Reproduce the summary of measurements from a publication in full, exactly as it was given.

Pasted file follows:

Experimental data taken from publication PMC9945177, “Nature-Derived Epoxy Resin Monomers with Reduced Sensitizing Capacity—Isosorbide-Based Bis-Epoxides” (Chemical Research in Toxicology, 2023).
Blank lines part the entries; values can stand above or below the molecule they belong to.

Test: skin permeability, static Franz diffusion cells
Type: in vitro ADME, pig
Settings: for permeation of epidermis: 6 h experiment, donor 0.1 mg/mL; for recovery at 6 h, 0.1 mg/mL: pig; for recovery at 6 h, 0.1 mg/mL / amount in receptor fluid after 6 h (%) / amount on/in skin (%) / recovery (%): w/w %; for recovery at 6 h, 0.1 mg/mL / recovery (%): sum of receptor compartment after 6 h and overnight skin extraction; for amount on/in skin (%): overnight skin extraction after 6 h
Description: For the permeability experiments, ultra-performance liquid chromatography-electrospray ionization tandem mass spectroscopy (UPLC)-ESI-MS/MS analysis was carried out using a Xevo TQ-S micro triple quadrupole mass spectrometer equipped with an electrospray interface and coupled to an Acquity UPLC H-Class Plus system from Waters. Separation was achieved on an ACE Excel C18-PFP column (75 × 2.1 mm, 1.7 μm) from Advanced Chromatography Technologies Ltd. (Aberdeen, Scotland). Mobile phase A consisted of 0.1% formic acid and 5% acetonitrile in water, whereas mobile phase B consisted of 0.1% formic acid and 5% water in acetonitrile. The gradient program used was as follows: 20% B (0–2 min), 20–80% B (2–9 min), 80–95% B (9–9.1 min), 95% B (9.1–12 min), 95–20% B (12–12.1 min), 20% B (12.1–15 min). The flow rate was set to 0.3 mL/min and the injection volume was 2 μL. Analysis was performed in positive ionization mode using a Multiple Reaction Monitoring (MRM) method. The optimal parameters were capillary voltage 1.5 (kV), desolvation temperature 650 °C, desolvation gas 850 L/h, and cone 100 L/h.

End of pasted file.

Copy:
Experimental data taken from publication PMC9945177, “Nature-Derived Epoxy Resin Monomers with Reduced Sensitizing Capacity—Isosorbide-Based Bis-Epoxides” (Chemical Research in Toxicology, 2023).
Blank lines part the entries; values can stand above or below the molecule they belong to.

Test: skin permeability, static Franz diffusion cells
Type: in vitro ADME, pig
Settings: for permeation of epidermis: 6 h experiment, donor 0.1 mg/mL; for recovery at 6 h, 0.1 mg/mL: pig; for recovery at 6 h, 0.1 mg/mL / amount in receptor fluid after 6 h (%) / amount on/in skin (%) / recovery (%): w/w %; for recovery at 6 h, 0.1 mg/mL / recovery (%): sum of receptor compartment after 6 h and overnight skin extraction; for amount on/in skin (%): overnight skin extraction after 6 h
Description: For the permeability experiments, ultra-performance liquid chromatography-electrospray ionization tandem mass spectroscopy (UPLC)-ESI-MS/MS analysis was carried out using a Xevo TQ-S micro triple quadrupole mass spectrometer equipped with an electrospray interface and coupled to an Acquity UPLC H-Class Plus system from Waters. Separation was achieved on an ACE Excel C18-PFP column (75 × 2.1 mm, 1.7 μm) from Advanced Chromatography Technologies Ltd. (Aberdeen, Scotland). Mobile phase A consisted of 0.1% formic acid and 5% acetonitrile in water, whereas mobile phase B consisted of 0.1% formic acid and 5% water in acetonitrile. The gradient program used was as follows: 20% B (0–2 min), 20–80% B (2–9 min), 80–95% B (9–9.1 min), 95% B (9.1–12 min), 95–20% B (12–12.1 min), 20% B (12.1–15 min). The flow rate was set to 0.3 mL/min and the injection volume was 2 μL. Analysis was performed in positive ionization mode using a Multiple Reaction Monitoring (MRM) method. The optimal parameters were capillary voltage 1.5 (kV), desolvation temperature 650 °C, desolvation gas 850 L/h, and cone 100 L/h.